5 Hacks Everyone Should Know About CSS

CSS is a must for every front end developer. It helps create style sheets that would help create intuitive interface and give the frontend some incredible features.

While CSS is not really a complex language, there are many aspects that remain unknown to you. There are some hidden features that you should ideally consider using to improve the interface and the interaction your front end gives out.

The @Supports Rule
CSS offers an excellent @supports feature which offers support to an unsupported feature on a particular browser. It checks if the particular feature has been supported or not using Modernizr, which is packed with well tested routines. With this @supports feature, you can easily manipulate the CSS behavior based on the support. Let’s understand how @supports works

/* basic usage */
@supports(prop:value) {
/* more styles */
}

/* real usage */
@supports (display: flex) {
div { display: flex; }
}

/* testing prefixes too */
@supports (display: -webkit-flex) or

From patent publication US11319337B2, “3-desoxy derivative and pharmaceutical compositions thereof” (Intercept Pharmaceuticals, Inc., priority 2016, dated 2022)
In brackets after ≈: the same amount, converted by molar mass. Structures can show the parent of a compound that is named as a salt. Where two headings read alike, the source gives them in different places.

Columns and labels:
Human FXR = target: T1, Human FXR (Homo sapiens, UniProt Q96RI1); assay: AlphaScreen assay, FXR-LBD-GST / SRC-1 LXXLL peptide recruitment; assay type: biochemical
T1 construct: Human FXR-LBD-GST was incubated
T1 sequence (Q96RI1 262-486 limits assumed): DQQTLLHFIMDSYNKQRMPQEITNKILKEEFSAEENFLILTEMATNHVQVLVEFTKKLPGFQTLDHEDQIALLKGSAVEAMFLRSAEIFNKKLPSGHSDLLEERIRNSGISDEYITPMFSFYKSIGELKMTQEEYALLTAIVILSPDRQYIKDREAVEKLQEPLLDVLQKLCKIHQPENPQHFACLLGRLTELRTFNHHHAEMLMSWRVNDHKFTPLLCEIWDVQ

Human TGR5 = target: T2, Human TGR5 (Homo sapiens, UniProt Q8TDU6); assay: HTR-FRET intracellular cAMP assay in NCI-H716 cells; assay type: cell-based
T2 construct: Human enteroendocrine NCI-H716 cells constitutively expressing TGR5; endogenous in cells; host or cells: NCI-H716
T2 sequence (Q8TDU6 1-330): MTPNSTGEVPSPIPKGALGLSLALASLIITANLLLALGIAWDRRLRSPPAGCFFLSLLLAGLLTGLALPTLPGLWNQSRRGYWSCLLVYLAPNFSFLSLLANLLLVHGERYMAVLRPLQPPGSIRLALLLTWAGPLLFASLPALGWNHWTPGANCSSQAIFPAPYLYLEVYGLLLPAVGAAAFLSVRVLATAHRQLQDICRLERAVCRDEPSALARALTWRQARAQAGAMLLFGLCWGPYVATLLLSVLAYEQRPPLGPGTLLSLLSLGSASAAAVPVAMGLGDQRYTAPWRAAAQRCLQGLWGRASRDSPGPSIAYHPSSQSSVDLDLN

(display: -moz-flex) or
(display: flex) {

section {
display: -webkit-flex;
display: -moz-flex;
display: flex;
float: none;
}
}

When to Use ID and Class?
Basic HTML styling elements don’t always meet your styling needs. This is probably why you will need to work out specific elements to style HTML. You can either add Classes (<div class = “inner content”> </div>) or Ids (<div>id = “navigation”></div>).

The class properties are known to override the IDs. In case you want to target a particular element, you can use ID, but if you want to target multiple elements along a single page multiple times, then you should ideally use class.

Multiple Images Background Feature
This feature comes with a cross browsing support. The images are stacked one over the other in this feature, and the syntax used here uses a simple comma as a separator.

This image background feature can be used whenever you want your frontend loaded with images in a very synchronized and aligned fashion.

Unicode CSS Classes
The best practices documentation includes “how to name a CSS class” at the very beginning.

{
background: lightgreen;
border: 1px solid green;
}

CSS Counters
With CSS counters you can boost and display a counter, either before or after the given element

/* initialize the counter */
ol.slides {
counter-reset: slideNum;
}

/* increment the counter */
ol.slides > li {
counter-increment: slideNum;
}

/* display the counter value */
ol.slides li:after {
content: “[” counter(slideNum) “]”;
}

 

 

Conclusion
With these five CSS hacks, you can easily give out an incredible front end experience. You can check for browser compatibility before you actually release it to the browser. Hire dedicated web developers to give out a seamless web experience.

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